Roman government was thus limited, but efficient in its use of the resources available to it. Society. The Roman Empire was remarkably multicultural, with “a rather astonishing cohesive capacity” to create a sense of shared identity while encompassing diverse peoples within its political system over a long span of time. The Roman attention to creating public monuments and communal spaces open to all-?such as forums, amphitheaters, racetracks and baths-?helped foster a sense of “Romances”.
Roman society had multiple, overlapping social hierarchies that modern concepts of “class” in English may not represent accurately. The 0410 decades of civil war from which Augustus rose to sole rower left traditional society in Rome in a state of confusion and upheaval, but did not affect an immediate redistribution of wealth and social power. From the perspective of the lower classes, a peak was merely added to the social pyramid. Personal relationships-?patronage, friendship (animistic), family, marriage-?continued to influence the workings of politics and government, as they had in the Republic.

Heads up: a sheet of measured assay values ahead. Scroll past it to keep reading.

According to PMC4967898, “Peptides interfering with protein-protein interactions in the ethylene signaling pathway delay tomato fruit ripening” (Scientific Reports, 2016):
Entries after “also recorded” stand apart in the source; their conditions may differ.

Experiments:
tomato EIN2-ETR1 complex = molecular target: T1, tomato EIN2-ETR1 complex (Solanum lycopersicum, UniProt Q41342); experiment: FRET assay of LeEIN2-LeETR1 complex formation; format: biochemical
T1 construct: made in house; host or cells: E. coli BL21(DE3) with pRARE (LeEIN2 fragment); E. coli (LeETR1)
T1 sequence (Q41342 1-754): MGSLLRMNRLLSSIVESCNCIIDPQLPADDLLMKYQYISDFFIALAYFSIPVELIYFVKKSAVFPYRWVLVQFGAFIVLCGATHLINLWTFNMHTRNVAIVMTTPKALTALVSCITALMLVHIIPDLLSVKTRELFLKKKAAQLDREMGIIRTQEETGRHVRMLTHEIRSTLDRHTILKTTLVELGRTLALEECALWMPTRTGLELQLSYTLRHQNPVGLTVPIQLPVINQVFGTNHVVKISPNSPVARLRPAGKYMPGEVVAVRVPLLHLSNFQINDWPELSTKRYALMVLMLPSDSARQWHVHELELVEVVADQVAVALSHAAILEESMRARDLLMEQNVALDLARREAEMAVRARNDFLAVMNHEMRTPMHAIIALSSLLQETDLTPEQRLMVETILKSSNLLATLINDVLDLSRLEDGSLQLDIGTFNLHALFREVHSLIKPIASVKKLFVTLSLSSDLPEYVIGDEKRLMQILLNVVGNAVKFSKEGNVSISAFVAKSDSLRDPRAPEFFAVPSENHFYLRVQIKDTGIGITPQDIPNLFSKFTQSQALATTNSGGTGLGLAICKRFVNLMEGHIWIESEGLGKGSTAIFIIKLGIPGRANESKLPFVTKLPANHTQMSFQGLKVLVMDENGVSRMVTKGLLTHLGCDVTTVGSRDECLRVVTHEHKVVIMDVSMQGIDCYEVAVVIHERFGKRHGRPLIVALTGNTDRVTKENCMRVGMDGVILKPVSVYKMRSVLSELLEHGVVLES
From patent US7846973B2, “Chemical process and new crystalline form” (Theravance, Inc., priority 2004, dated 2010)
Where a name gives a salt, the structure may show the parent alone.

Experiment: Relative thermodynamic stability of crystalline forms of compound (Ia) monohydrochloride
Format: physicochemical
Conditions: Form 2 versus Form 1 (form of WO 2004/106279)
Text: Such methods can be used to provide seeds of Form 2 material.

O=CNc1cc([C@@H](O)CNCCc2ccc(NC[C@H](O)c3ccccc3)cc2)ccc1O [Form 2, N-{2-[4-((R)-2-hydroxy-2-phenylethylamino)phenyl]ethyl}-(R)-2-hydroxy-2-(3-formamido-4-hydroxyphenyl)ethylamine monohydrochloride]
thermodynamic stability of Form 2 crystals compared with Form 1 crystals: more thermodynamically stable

By the time of Nero, however, it was not unusual to find a former slave who was richer than a freeborn citizen, or an equestrian who exercised greater power than a senator. Roman law Roman courts held original jurisdiction over cases involving Roman citizens throughout the empire, but there were too few judicial functionaries to impose Roman law uniformly in the provinces. Most parts of the Eastern Empire already had well-established law codes and juridical procedures.
In general, it was Roman policy to respect the moss regions (“regional tradition” or “law of the land”) and to regard local laws as a source of legal precedent and social stability. The compatibility of Roman and local law was thought to reflect an underlying us genetic, the “law Of nations” or international awe regarded as common and customary among all human communities. If the particulars of provincial law conflicted with Roman law or custom, Roman courts heard appeals, and the emperor held final authority to render a decision.